San Diego increases use of park curfews to control crime, drug use

Ray Hamel and Popcorn, a Maltese poodle, take a break at Fanuel Street Park in Pacific Beach.
(Milan Kovacevic)

Public safety panel approves curfews for three Pacific Beach parks, for a total of 16 parks with curfews


San Diego is continuing to increase use of nighttime curfews to curb crime, drug use and vandalism in city parks, including three parks in Pacific Beach.

Curfews were approved last month by the City Council’s public safety committee for Fanuel Park, Pacific Beach Library Park and the Mission Bay Athletic Area, which is also called the Bob McEvoy Fields.

If those curfews get final approval from the full council this spring, San Diego will have doubled the number of parks with nighttime curfews from eight to 16 in two years. The city has roughly 400 parks.

In March 2019, the city approved curfews for North Park Community Park, Montclair Neighborhood Park, Cedar Ridge Mini Park, City Heights Square Mini Park and the North Park Mini Park.

The other parks with curfews are Children’s Park, Gaslamp Square Park, Pantoja Park, Children’s Museum Park, Fault Line Park, Cortez Hill Park, University Heights Open Space Park and the Spruce Street Pedestrian Bridge.

Police say curfews can be effective at reducing crime because they limit opportunities for illegal activity and provide officers with another enforcement tool. A curfew allows police to remove people who might be involved in criminal activity without actually witnessing such activity at the time.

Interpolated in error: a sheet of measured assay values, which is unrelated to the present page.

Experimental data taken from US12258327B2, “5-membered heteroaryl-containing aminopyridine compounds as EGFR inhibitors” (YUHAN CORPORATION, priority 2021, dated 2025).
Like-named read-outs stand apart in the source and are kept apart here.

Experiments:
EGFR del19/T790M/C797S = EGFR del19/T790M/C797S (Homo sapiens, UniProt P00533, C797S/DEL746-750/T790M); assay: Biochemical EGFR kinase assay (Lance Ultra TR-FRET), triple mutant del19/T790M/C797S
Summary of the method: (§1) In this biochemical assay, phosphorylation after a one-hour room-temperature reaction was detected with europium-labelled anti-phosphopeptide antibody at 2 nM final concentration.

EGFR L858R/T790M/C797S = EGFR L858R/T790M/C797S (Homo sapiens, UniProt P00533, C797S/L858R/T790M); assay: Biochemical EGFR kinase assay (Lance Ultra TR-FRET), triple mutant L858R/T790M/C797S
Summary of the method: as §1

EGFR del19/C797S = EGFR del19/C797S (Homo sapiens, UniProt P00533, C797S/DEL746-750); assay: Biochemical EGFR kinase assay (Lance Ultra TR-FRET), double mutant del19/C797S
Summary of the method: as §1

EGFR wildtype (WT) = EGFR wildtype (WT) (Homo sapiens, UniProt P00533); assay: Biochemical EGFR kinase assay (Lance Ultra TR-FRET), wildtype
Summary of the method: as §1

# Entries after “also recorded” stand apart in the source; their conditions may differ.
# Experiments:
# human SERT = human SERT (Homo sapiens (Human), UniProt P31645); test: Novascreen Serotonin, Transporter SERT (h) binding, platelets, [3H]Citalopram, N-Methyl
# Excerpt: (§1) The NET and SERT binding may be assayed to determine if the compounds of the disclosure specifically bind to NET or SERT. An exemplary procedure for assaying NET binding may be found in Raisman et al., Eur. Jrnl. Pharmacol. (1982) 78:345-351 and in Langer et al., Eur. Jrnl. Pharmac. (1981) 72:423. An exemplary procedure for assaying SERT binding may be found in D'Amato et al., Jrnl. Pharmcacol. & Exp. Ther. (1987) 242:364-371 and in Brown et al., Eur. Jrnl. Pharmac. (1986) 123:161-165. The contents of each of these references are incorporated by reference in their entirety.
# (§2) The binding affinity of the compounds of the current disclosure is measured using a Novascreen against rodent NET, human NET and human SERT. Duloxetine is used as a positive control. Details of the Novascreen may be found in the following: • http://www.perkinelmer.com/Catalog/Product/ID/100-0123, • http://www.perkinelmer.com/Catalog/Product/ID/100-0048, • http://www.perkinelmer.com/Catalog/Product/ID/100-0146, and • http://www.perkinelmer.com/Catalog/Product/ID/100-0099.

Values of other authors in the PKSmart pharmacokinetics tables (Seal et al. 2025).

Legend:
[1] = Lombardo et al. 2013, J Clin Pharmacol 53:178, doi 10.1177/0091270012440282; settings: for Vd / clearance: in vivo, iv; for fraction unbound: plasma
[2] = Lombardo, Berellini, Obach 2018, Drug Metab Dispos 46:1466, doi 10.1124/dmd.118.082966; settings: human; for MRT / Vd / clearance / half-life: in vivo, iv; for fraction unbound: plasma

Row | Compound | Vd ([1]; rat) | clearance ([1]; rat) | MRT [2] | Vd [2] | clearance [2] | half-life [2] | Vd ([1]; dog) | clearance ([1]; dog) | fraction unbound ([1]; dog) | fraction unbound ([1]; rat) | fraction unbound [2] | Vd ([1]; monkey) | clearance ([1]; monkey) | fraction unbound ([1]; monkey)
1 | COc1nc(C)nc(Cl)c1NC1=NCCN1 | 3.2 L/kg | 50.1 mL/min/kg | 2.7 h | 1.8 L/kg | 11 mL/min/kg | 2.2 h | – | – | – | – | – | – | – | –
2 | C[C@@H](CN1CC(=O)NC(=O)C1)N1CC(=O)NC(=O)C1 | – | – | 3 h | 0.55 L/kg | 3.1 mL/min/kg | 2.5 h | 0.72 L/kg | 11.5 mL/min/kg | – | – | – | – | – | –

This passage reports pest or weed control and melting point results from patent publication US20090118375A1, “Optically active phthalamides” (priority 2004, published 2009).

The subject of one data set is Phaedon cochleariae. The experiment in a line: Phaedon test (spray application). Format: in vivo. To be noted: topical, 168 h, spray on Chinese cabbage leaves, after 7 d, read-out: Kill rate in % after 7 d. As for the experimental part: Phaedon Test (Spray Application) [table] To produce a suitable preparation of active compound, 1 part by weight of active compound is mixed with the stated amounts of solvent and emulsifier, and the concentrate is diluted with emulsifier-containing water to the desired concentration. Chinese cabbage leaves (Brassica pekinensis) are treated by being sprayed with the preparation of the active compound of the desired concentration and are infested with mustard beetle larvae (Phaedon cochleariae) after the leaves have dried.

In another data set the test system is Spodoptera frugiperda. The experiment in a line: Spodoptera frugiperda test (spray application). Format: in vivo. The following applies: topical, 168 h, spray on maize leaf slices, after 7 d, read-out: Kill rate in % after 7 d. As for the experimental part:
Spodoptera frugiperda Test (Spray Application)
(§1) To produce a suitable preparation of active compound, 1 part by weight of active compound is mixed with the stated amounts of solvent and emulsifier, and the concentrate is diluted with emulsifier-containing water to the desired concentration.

However city parks officials say they are cautious about recommending curfews because they would prefer to keep all of San Diego’s parks open to the public as many hours as possible.

In many low-crime neighborhoods, parks remain vibrant community gathering places after dark, especially in summer.

Instead of analyzing crime statistics at all city parks to determine where curfews would be appropriate, city officials say they plan to let individual neighborhoods pursue curfews on a case-by-case basis.

Some advocates for the homeless have complained that parks curfews make it harder for people without homes to find places to sleep, essentially further criminalizing homelessness.

Councilman Stephen Whitburn, whose central urban council district includes several parks with curfews, said he looks forward to a time when crime can be reduced enough that curfews will no longer be necessary. But, Whitburn said, these curfews are warranted.

“I certainly understand the concerns of those in Pacific Beach,” he said.

Several Pacific Beach residents spoke Wednesday in favor of the new curfews.

“Many people in the nearby neighborhood have told me they are afraid to walk, jog or walk their dog in or close to these parks during the evening and early morning hours,” said Marcella Teran, a Neighborhood Watch leader in the area.

Pacific Beach community groups have agreed to pay for signs announcing the new curfews. The city could still approve special events in the parks during curfew hours.

In addition to the parks with curfews, a few dozen other city parks have limited access at night because their parking lots close sometime after sunset. For details, visit